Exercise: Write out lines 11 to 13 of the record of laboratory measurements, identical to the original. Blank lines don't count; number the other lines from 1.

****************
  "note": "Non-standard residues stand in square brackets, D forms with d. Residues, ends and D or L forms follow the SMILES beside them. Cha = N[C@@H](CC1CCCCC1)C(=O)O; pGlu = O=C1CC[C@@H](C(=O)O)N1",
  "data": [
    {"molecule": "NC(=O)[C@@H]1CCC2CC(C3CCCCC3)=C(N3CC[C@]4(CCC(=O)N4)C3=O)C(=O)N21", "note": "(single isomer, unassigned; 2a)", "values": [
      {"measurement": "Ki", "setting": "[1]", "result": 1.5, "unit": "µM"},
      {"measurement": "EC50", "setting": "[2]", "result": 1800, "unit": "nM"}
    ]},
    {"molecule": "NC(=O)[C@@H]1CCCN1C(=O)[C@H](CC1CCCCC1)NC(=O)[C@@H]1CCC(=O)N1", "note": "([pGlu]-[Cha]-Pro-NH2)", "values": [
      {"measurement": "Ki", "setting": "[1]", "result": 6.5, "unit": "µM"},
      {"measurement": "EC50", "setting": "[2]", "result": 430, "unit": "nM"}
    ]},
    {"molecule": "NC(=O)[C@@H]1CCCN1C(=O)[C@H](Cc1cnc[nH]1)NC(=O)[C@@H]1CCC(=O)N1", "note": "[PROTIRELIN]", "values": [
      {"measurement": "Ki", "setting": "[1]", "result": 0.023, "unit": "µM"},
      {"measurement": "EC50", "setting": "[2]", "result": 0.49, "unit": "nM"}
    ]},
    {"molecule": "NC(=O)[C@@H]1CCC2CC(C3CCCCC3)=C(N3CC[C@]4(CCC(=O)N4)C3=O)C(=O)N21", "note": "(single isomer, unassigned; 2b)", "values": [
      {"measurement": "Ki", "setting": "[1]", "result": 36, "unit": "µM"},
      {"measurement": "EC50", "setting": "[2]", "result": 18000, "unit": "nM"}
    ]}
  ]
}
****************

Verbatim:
    {"molecule": "NC(=O)[C@@H]1CCCN1C(=O)[C@H](Cc1cnc[nH]1)NC(=O)[C@@H]1CCC(=O)N1", "note": "[PROTIRELIN]", "values": [
      {"measurement": "Ki", "setting": "[1]", "result": 0.023, "unit": "µM"},
      {"measurement": "EC50", "setting": "[2]", "result": 0.49, "unit": "nM"}